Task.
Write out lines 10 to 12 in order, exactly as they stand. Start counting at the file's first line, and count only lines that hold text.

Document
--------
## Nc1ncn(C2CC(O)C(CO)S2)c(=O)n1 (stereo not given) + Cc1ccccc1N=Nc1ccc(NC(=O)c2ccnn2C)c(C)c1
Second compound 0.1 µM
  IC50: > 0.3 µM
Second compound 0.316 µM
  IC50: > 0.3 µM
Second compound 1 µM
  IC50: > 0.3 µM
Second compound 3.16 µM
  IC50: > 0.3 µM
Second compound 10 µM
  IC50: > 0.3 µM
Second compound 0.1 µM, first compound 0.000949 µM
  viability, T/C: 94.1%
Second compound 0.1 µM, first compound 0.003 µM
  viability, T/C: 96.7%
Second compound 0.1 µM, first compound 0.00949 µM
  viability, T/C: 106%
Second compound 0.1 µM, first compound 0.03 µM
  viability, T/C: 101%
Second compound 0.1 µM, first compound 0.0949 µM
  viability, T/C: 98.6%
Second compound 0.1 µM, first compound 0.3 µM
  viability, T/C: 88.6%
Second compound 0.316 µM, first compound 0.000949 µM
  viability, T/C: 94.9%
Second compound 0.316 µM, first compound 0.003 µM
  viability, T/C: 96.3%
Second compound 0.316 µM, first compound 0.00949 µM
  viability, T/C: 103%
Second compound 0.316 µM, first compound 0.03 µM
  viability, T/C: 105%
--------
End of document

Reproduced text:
Second compound 10 µM
  IC50: > 0.3 µM
Second compound 0.1 µM, first compound 0.000949 µM